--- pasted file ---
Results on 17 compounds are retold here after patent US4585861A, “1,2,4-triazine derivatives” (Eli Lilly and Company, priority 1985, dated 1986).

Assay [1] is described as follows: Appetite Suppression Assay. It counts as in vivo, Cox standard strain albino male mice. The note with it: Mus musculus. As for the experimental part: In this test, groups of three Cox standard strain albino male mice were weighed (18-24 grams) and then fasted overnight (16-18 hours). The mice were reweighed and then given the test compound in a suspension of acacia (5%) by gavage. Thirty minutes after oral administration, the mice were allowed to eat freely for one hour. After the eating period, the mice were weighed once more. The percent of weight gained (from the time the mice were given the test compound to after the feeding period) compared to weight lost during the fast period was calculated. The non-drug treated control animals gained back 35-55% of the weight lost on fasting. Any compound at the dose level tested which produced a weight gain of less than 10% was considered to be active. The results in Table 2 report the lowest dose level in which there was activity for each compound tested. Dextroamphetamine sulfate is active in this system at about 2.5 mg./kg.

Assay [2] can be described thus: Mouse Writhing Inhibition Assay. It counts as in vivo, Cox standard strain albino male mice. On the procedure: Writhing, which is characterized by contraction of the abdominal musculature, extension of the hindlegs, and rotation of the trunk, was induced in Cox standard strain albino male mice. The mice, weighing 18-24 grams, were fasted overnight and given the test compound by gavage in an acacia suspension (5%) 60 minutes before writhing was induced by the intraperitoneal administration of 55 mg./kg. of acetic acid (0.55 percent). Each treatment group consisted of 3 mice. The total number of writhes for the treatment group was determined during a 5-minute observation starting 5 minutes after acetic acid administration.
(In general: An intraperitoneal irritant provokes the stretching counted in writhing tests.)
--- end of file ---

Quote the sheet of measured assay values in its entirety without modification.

Results on 17 compounds are retold here after patent US4585861A, “1,2,4-triazine derivatives” (Eli Lilly and Company, priority 1985, dated 1986).

Assay [1] is described as follows: Appetite Suppression Assay. It counts as in vivo, Cox standard strain albino male mice. The note with it: Mus musculus. As for the experimental part: In this test, groups of three Cox standard strain albino male mice were weighed (18-24 grams) and then fasted overnight (16-18 hours). The mice were reweighed and then given the test compound in a suspension of acacia (5%) by gavage. Thirty minutes after oral administration, the mice were allowed to eat freely for one hour. After the eating period, the mice were weighed once more. The percent of weight gained (from the time the mice were given the test compound to after the feeding period) compared to weight lost during the fast period was calculated. The non-drug treated control animals gained back 35-55% of the weight lost on fasting. Any compound at the dose level tested which produced a weight gain of less than 10% was considered to be active. The results in Table 2 report the lowest dose level in which there was activity for each compound tested. Dextroamphetamine sulfate is active in this system at about 2.5 mg./kg.

Assay [2] can be described thus: Mouse Writhing Inhibition Assay. It counts as in vivo, Cox standard strain albino male mice. On the procedure: Writhing, which is characterized by contraction of the abdominal musculature, extension of the hindlegs, and rotation of the trunk, was induced in Cox standard strain albino male mice. The mice, weighing 18-24 grams, were fasted overnight and given the test compound by gavage in an acacia suspension (5%) 60 minutes before writhing was induced by the intraperitoneal administration of 55 mg./kg. of acetic acid (0.55 percent). Each treatment group consisted of 3 mice. The total number of writhes for the treatment group was determined during a 5-minute observation starting 5 minutes after acetic acid administration.
(In general: An intraperitoneal irritant provokes the stretching counted in writhing tests.)